At press time, it was expected that on Thursday, October 2, Senators Larry Craig (R-ID) and Richard Durbin (D-IL) would introduce the Security and Freedom Ensured Act (SAFE) of 2003 in the Senate. The legislation would amend parts of the USA Patriot Act, including Section 215, which gives law enforcement officials broad authority to demand that libraries or bookstores turn over books, records, papers, and documents.
Similar to the Library, Bookstore, and Personal Records Privacy Act -- legislation introduced into the Senate by Senator Russell D. Feingold (D-WI) in late July -- SAFE would narrow the universe of people whose bookstore or library records could be searched under the Foreign Intelligence Surveillance Act (FISA). Under SAFE, the FBI cannot access bookstore or library records without specifying that "there are specific and articulable facts giving reason to believe that the person to whom the records pertain is a foreign power or an agent of a foreign power."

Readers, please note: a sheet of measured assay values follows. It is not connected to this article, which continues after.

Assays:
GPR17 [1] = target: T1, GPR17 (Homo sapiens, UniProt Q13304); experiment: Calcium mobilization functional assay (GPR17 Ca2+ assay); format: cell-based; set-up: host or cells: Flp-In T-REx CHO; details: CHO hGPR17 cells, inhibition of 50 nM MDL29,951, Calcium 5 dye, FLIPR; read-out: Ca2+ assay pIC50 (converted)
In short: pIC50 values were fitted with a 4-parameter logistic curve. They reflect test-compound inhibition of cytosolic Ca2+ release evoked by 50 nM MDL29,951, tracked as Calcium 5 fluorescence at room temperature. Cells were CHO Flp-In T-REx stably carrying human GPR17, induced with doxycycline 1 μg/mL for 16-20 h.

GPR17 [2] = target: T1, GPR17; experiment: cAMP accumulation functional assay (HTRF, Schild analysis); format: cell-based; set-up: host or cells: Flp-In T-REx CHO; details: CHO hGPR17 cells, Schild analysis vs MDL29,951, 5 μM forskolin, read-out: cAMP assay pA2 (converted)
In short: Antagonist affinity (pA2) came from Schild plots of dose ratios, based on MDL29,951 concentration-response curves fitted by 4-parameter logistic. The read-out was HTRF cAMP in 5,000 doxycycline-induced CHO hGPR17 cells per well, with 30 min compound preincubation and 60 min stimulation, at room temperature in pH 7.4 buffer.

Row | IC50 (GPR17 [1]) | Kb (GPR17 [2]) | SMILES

While the amendment to Section 215 is similar to Feingold's bill, free speech advocates believe the introduction of SAFE will be a huge step forward politically because it is co-sponsored by a Republican. Feingold's bill is co-sponsored by 11 senators, all of whom are Democrats.
In related news, on September 24, Congressman Dennis Kucinich (D-OH) introduced the Benjamin Franklin True Patriot Act (H.R. 3171). Among its numerous amendments to the USA Patriot Act, H.R. 3171 would repeal Section 215 and Section 213, a section in the Patriot Act that presently allows the FBI to conduct "sneak and peek" searches without giving notice of the search or the issuance of a warrant.
The growing trend in Washington toward amending the sweeping powers of the USA Patriot Act began in March 2003, when Rep. Bernie Sanders (I-VT) introduced the Freedom to Read Protection Act (H.R. 1157), which would amend Section 215. Sanders' bill currently has 135 co-sponsors. --David Grogan